It’s a long-established truism in the U.K. that many of the best quality films are not made in English and it is absolutely de rigeur to see them in their original language. Dubbed films are not acceptable, period. It has to be subtitles or nothing. These films, however, despite their critical success, rarely play to a mass-market. They are seen mainly in specialist “arthouse” cinemas or at cinema clubs.

    Consequently, in the main the films that get “translated” (subtitled) are often not the big commercial successes in the countries where they originate, but those which have won critical awards, played well at festivals or built substantial critical word of mouth.

    If you actually look at the big box-office successes in, let’s say, France, which has a large and successful internal film industry, very few of them are those which we get to see in U.K. art cinemas. But because the received wisdom is that subtitled films do not play to a mass audience, these popular and populist films also do not receive any distribution in British mainstream cinemas. Consequently, the more commercially successful French films tend to be the least seen in the U.K. even though we see a lot of less successful ones.

    I don’t know enough about anime, or manga, to make critical judgments, but how sure are we that the stuff we receive is the “best”? May it not be “what sells best in the marketplace”? Which really isn’t the same thing at all.

  3. I think Zubon makes allowances for your final point during his article:
    “At least, you should expect them to have broad appeal, which is often but not always a sign of high quality. (Can I stop doing that disclaimer? Assume “better” means “better bottom line,” which is often associated with quality but sometimes with appealing to the lowest common denominator, which is not always bad either.)”

  4. Yes I think you are right. As I have told myself many times, don’t post first thing in the morning after waking up.

  5. This is not true though, because western audiences tastes differ. What may have broader appeal in the US might be very niche in Japan, and vice versa. For a reverse example, Japan went crazy over Gerry Anderson’s Thunderbirds: would anyone argue that it is much better than comparable British shows?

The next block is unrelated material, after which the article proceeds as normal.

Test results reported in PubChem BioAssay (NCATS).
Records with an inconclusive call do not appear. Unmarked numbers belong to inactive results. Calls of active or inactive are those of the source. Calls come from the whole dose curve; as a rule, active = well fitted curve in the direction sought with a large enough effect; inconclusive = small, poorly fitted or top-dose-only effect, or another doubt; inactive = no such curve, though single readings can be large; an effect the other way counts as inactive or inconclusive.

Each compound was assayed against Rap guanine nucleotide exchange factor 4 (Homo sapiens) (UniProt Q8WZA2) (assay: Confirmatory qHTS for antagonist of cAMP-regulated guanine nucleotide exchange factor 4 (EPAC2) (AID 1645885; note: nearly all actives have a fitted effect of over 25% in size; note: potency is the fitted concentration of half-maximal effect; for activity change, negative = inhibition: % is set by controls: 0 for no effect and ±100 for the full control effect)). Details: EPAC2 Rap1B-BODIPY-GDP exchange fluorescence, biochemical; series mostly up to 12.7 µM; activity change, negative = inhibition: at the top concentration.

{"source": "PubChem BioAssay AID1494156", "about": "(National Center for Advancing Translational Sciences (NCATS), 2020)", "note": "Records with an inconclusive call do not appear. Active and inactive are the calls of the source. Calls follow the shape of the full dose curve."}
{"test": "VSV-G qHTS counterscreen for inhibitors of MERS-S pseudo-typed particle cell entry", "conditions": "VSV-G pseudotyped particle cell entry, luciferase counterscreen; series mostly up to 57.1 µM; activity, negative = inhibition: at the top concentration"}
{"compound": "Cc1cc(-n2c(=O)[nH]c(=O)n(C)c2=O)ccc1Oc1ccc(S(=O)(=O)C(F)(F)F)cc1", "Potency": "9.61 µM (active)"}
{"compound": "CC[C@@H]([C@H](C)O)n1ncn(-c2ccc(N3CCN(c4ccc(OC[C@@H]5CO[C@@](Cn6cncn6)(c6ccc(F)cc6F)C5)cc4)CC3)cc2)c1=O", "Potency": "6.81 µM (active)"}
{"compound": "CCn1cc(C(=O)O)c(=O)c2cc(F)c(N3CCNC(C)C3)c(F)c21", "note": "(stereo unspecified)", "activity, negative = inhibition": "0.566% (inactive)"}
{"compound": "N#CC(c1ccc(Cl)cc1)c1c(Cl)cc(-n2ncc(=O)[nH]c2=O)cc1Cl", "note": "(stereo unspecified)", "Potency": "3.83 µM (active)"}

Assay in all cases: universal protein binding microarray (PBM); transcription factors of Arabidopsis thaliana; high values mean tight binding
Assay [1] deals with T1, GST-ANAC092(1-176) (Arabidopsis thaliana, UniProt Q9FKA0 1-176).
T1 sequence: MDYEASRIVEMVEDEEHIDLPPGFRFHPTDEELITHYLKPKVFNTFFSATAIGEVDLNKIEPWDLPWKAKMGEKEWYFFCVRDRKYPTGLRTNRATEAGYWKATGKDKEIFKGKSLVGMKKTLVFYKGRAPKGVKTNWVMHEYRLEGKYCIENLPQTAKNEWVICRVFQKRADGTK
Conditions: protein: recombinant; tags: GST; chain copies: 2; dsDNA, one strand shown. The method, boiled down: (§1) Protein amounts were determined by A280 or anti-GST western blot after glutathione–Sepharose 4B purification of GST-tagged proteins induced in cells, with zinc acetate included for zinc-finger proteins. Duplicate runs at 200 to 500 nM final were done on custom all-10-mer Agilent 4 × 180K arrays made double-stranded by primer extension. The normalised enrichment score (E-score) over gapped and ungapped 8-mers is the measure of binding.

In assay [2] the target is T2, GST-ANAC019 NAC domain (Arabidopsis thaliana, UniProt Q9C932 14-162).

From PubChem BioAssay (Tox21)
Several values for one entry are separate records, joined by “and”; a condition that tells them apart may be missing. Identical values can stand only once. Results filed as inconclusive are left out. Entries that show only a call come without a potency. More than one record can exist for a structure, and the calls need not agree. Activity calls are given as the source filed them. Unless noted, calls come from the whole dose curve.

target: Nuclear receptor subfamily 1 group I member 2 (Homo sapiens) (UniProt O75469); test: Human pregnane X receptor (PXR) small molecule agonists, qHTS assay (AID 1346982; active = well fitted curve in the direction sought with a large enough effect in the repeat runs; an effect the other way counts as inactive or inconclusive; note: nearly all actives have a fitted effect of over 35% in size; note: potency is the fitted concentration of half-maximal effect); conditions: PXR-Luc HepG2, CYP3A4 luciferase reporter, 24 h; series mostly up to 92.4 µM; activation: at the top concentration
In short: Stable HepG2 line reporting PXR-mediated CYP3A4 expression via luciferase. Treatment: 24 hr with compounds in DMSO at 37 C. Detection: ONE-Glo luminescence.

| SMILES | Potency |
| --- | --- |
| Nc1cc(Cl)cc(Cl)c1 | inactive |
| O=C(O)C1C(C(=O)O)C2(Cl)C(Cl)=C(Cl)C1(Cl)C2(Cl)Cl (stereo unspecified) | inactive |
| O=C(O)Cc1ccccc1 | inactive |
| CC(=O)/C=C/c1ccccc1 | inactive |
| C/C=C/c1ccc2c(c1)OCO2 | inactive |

There are too many variables for that theorem to work. Costs are never fixed between importing items, tastes differ, the amount of money a business can spend is capped causing the lower price to be taken regardless of percent change, and more. Humans are not algorithims, and economists need to learn this.

    1. You are enumerating nuances and imagining that they have not been thought of in the past 47 years, while ignoring that the core of the theorem does work and you apply it in your daily life. The fixed cost of shipping a bottle of wine across the Pacific is the same whether it is a $5 bottle of wine or a $55 bottle of wine. If you did not act on this theorem, you would visit friends in other states and countries as casually as you visit friends in the same town, but we find that people are rarely willing to travel 1000 miles for low-key hanging out; given the large fixed cost of travel, you will have a higher percentage week-long visits to distant friends than to close ones — you substitute the more expensive option when fixed costs are higher.

      If you pick situations where a larger effect dominates, yes, a larger effect dominates in those situations. If you take the vast majority of human interactions, we see high-value items being exported at a higher percentage than they are consumed locally. “It will never work” is a poor argument when it is currently happening.